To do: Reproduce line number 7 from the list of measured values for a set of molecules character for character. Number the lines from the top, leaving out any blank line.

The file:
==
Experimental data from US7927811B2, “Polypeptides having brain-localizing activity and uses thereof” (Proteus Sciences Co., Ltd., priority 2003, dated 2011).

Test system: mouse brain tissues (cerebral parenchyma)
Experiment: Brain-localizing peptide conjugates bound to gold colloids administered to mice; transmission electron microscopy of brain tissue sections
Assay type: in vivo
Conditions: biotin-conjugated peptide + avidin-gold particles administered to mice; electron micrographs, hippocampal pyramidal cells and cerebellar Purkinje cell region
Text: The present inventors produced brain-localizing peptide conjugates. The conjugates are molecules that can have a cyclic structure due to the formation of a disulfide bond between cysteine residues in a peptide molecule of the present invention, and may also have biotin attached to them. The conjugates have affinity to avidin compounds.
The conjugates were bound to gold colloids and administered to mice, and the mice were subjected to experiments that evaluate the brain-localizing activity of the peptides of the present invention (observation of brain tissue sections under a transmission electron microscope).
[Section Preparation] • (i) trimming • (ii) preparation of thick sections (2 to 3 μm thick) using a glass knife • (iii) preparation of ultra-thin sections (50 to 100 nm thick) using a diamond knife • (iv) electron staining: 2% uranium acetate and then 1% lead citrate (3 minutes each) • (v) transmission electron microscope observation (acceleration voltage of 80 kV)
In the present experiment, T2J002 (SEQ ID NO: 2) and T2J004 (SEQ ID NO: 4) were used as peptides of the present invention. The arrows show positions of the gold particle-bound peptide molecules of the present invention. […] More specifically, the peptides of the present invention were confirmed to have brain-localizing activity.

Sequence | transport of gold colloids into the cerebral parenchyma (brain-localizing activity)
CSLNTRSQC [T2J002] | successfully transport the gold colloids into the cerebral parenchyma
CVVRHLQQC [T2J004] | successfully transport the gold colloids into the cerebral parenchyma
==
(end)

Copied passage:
The conjugates were bound to gold colloids and administered to mice, and the mice were subjected to experiments that evaluate the brain-localizing activity of the peptides of the present invention (observation of brain tissue sections under a transmission electron microscope).